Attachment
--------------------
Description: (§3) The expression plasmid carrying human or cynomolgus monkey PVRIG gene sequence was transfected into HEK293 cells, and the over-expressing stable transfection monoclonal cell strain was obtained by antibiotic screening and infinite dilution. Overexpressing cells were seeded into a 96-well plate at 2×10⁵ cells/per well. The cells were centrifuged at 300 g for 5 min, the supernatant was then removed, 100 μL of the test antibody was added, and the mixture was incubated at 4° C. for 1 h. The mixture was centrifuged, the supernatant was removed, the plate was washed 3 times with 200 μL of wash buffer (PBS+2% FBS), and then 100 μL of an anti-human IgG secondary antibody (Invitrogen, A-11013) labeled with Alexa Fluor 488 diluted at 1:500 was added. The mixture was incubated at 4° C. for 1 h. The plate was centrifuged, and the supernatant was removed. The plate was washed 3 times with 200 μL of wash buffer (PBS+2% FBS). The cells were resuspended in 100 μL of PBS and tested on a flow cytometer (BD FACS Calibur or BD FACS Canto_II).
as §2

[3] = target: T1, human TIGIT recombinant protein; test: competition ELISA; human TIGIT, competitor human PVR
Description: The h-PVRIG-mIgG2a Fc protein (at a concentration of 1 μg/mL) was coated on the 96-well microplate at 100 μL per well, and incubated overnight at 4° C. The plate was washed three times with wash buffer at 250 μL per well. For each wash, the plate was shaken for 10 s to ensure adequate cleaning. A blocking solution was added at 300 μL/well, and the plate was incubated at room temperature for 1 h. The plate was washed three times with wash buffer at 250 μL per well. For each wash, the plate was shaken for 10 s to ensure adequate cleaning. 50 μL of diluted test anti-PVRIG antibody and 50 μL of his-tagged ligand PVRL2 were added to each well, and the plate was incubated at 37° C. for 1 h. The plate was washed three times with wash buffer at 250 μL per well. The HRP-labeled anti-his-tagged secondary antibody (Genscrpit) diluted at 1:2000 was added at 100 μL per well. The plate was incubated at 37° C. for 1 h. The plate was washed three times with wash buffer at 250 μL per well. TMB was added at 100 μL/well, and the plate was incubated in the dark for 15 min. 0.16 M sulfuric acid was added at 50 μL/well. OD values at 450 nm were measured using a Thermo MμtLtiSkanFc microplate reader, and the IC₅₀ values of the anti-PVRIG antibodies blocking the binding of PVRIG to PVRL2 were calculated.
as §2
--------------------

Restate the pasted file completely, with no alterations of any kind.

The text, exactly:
Description: (§3) The expression plasmid carrying human or cynomolgus monkey PVRIG gene sequence was transfected into HEK293 cells, and the over-expressing stable transfection monoclonal cell strain was obtained by antibiotic screening and infinite dilution. Overexpressing cells were seeded into a 96-well plate at 2×10⁵ cells/per well. The cells were centrifuged at 300 g for 5 min, the supernatant was then removed, 100 μL of the test antibody was added, and the mixture was incubated at 4° C. for 1 h. The mixture was centrifuged, the supernatant was removed, the plate was washed 3 times with 200 μL of wash buffer (PBS+2% FBS), and then 100 μL of an anti-human IgG secondary antibody (Invitrogen, A-11013) labeled with Alexa Fluor 488 diluted at 1:500 was added. The mixture was incubated at 4° C. for 1 h. The plate was centrifuged, and the supernatant was removed. The plate was washed 3 times with 200 μL of wash buffer (PBS+2% FBS). The cells were resuspended in 100 μL of PBS and tested on a flow cytometer (BD FACS Calibur or BD FACS Canto_II).
as §2

[3] = target: T1, human TIGIT recombinant protein; test: competition ELISA; human TIGIT, competitor human PVR
Description: The h-PVRIG-mIgG2a Fc protein (at a concentration of 1 μg/mL) was coated on the 96-well microplate at 100 μL per well, and incubated overnight at 4° C. The plate was washed three times with wash buffer at 250 μL per well. For each wash, the plate was shaken for 10 s to ensure adequate cleaning. A blocking solution was added at 300 μL/well, and the plate was incubated at room temperature for 1 h. The plate was washed three times with wash buffer at 250 μL per well. For each wash, the plate was shaken for 10 s to ensure adequate cleaning. 50 μL of diluted test anti-PVRIG antibody and 50 μL of his-tagged ligand PVRL2 were added to each well, and the plate was incubated at 37° C. for 1 h. The plate was washed three times with wash buffer at 250 μL per well. The HRP-labeled anti-his-tagged secondary antibody (Genscrpit) diluted at 1:2000 was added at 100 μL per well. The plate was incubated at 37° C. for 1 h. The plate was washed three times with wash buffer at 250 μL per well. TMB was added at 100 μL/well, and the plate was incubated in the dark for 15 min. 0.16 M sulfuric acid was added at 50 μL/well. OD values at 450 nm were measured using a Thermo MμtLtiSkanFc microplate reader, and the IC₅₀ values of the anti-PVRIG antibodies blocking the binding of PVRIG to PVRL2 were calculated.
as §2